I was born in Dublin. At the end of the main street is the main maternity hospital, called The Rotunda. It’s the only piece of Rococo architecture we have in the entire city, and I was born there 55 years ago. I grew up about one mile away. I did my schooling and everything in Dublin.
I was walking home from school when I was about 17 with two friends, and they took a left into an electrical shop. While we were chatting away they grabbed a couple of forms and I was handed one. My mum found it and made me fill it in. I got called for an interview, and that’s how I ended up being an electrician for 11 years. There was no career plan. Still isn’t.
The longest I’d been away from my family was a week – and then when I was 22, I hopped on a plane for the first time and went to live in Africa. It was in 1984, four years after Zimbabwe’s independence. A lot of the whites were leaving the country and, of course, they had stolen all the skilled jobs.
I used to do network electricity, high-voltage stuff – I was covered in rubber to stop me dying. They didn’t have people to run the network: I got invited over, and I went.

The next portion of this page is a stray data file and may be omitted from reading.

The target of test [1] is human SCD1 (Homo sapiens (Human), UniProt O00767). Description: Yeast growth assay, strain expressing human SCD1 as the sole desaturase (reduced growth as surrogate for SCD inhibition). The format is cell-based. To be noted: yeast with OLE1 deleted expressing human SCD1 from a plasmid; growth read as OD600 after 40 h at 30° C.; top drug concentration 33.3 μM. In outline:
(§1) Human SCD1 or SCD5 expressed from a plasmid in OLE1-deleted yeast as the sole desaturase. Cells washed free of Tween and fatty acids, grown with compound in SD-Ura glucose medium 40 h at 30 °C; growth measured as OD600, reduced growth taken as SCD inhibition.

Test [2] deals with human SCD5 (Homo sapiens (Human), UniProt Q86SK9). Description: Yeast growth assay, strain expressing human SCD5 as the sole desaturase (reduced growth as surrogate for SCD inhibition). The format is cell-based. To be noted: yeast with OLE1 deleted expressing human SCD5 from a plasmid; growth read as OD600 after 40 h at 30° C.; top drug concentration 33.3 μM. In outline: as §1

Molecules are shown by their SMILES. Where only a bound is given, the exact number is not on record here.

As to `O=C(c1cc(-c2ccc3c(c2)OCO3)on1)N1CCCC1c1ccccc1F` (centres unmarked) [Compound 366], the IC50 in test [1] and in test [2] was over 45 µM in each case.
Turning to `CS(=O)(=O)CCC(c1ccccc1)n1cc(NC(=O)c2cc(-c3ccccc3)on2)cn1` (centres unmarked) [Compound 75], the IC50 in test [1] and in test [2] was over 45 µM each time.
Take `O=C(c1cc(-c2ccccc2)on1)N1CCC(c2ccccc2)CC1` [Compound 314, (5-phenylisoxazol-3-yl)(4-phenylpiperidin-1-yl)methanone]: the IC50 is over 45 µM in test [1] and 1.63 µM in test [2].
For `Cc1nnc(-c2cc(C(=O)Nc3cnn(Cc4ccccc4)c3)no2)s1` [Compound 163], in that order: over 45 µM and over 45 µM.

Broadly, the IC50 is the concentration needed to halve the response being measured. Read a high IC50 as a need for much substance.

I came back from Africa at 25. Having been with 16,000 elephants, looking after the national park, which is the size of Belgium – when you go back to driving a yellow van around Dublin, it just doesn’t have the same glamour.
I was kind of bored after the expanse of Zimbabwe, and was looking for a distraction. I saw an ad in the back of a newspaper for an acting school. I was looking for a hobby, but I completely fell in love with the process of acting. And hence you find me talking about Game of Thrones 20-odd years later. Africa was the reason I became an actor.